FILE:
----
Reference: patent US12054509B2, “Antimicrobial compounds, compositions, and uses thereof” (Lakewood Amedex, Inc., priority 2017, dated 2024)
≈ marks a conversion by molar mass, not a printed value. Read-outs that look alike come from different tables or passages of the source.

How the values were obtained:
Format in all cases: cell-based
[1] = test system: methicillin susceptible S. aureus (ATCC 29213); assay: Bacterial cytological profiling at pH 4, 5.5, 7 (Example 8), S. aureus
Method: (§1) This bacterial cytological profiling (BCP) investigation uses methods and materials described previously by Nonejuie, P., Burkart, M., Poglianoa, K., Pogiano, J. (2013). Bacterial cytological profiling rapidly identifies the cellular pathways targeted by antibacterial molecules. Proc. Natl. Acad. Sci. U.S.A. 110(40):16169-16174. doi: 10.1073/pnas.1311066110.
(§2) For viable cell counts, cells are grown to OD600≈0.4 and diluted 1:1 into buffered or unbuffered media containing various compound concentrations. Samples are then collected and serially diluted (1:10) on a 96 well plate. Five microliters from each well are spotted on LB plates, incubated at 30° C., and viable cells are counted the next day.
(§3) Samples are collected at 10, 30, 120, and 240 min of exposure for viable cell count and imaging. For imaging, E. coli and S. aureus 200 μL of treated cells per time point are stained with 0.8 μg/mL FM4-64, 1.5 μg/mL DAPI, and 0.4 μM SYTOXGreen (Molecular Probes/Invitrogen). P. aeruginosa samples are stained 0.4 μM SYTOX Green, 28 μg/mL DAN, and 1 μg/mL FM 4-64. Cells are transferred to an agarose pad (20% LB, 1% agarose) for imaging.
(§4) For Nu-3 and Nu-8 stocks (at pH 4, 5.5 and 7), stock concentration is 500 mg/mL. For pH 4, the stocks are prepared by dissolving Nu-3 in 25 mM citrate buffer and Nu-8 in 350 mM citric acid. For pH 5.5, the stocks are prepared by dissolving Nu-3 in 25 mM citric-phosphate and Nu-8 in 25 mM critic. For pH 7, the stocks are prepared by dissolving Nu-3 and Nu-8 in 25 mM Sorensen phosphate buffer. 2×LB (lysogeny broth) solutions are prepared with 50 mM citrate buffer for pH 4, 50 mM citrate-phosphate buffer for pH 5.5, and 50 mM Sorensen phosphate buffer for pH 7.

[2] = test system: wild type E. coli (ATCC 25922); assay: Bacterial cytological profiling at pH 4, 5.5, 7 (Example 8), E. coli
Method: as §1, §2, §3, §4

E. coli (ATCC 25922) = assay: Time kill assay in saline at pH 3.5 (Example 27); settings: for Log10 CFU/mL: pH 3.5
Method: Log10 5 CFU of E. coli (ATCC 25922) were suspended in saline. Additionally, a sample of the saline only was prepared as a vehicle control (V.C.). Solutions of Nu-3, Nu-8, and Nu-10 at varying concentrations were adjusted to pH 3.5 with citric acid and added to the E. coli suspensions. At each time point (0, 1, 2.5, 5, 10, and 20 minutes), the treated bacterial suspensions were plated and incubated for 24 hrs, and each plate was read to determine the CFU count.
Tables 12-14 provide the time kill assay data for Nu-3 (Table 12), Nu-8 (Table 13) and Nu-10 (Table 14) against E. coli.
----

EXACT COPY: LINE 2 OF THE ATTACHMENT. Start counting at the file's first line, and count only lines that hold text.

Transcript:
≈ marks a conversion by molar mass, not a printed value. Read-outs that look alike come from different tables or passages of the source.